The first chapter introduces the key texts associated with the animal turn in the environmental humanities with particular emphasis on Peter Singer (1975), John Berger (1980) and Donna Haraway (2008). The 10,000-year history of domestication is explored through Juliet Clutton-Brock (1995, 2012) and Terry O’Connor (2013). The animal turn in the humanities depends in part on insights gained from the development of ethology from Darwin through the work of the 1973 Nobel laureates Tinbergen and Lorenz, the sociobiology of Wilson and its more recent transition to evolutionary psychology (Griffiths 2011: 393–414). Ted Hughes’s essays on writing about animals are used to test the idea that the animal turn can enrich our critical understanding of poems about animals.
This chapter borrows the term ‘personal curvature’, used by the historical geographer J.H. Andrews to describe ‘the subjective element in a cartographer’s linework’, in order to suggest that analogous distortions can be seen in writings by Spenser and other Englishmen to cross the Irish Sea. Focusing on the fifth and sixth books of The Faerie Queene and moments from a variety of contemporary prose texts, this chapter considers the textures of the Irish environment, its wandering coastlines and unstable wetlands, in order to display how the westward gaze of Spenser and his fellow literary strategists struggled to find a rhetoric of discovery that could also acknowledge the frustrations of partial and provisional knowledge. The chapter engages with the work of cultural and historical geographers as well as the important work done by Spenserians concerning the role that Ireland plays in Spenser’s literary work. Through its readings of moments in which terraqueous spaces are placed under particular pressure, the chapter offers an approach that blends postcolonial readings of Spenser’s work with recent directions in ecocriticism and the work of the environmental humanities.
environmentalhumanities by drawing selectively on existing work in the discipline. Building on canonical, largely male, approaches in Chapter 1 , the main aim of ecofeminism within this book is to show its power in theory, political philosophy and activism. I seek to align a prominent strand of political and cultural ecology – namely ecofeminism – with the huge contribution of feminism within art history and criticism. Surprisingly, there is very little if any material on this particular disciplinary boundary, even though the varied work of Lippard, Lacy, Krauss, Pollock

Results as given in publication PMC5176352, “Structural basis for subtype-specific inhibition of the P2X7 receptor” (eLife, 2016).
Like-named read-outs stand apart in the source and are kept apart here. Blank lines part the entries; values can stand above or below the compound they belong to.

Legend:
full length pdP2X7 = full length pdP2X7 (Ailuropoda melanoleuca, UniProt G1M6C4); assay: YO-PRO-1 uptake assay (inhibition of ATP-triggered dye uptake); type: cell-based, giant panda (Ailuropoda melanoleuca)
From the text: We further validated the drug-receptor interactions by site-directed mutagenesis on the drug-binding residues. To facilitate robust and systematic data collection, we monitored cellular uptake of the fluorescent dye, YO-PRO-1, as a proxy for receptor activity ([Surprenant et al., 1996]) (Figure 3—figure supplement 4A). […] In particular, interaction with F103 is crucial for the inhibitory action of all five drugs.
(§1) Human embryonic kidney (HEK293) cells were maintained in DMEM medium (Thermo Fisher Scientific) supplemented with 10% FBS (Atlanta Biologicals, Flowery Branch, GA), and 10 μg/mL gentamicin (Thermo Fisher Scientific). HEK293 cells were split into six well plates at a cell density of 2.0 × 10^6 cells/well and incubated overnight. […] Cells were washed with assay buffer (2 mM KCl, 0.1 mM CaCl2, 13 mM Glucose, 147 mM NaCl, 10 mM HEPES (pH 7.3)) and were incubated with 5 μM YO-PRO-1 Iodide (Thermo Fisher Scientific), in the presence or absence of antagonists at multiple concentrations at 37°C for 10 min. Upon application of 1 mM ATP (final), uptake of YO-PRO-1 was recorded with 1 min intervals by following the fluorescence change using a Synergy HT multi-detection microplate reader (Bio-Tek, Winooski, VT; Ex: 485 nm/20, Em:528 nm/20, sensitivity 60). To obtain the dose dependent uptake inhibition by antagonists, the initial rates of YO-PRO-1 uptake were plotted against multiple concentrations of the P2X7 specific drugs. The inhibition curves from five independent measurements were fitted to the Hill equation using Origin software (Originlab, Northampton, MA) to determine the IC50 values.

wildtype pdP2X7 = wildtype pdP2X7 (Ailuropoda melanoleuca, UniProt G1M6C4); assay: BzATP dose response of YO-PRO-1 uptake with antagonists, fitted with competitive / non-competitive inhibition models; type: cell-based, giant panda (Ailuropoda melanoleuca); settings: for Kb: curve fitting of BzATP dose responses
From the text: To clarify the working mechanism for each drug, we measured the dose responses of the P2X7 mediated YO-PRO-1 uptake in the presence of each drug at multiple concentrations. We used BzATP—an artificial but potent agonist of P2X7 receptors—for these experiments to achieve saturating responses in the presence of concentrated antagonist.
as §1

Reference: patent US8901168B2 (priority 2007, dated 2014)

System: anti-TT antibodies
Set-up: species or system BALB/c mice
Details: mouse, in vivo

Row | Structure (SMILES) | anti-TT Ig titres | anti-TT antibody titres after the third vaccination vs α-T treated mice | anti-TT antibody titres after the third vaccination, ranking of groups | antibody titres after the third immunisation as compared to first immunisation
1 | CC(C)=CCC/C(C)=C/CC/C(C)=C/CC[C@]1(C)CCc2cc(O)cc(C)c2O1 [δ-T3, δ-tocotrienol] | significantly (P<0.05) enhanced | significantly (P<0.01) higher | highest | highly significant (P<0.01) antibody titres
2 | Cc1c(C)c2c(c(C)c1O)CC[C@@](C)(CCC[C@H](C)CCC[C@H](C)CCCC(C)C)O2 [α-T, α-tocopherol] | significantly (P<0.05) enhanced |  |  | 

, including Ralph Waldo Emerson, Henry
David Thoreau and John Muir, and in European literary studies of
Romanticism, including William Wordsworth and Samuel Taylor Coleridge. Scholars have since extended ecocriticism to other literary genres
and across the humanities, so that ASLE in its 2015 Strategic Plan:
Seeks to inspire and promote intellectual work in the environmentalhumanities and arts. Our vision is an inclusive community whose members
are committed to environmental research, education, literature, art and
service, environmental justice and ecological
forms of subjectivity, 20 which seem central to any new discussion of environmentalhumanities futures, including those of art history. There is a useful double meaning, of course, in the term ‘subject’ in the visual art context, as referring both to the human agent in the middle of an aesthetic condition (which could be the artist, viewer or some other participant in art’s production and circulation) and also to the ‘subject’ of an artwork – as loosely deriving from its ostensible content.
Brunner et al. sum up elegantly how Guattari’s ‘metamodel’ in The
other is external, in that global ecologies shape all human activity now more than ever, including the humanities within which lies art history. The consequence of both these pressures is that there is no scale, no theme, no method, no ethics, no organism, no mineral with which the history of art cannot be in symbiotic relationship. This is not a problem of language and, despite the challenges, it is not that complicated.
The rise of the environmentalhumanities
‘All critical examinations of the relation to nature are simultaneously critical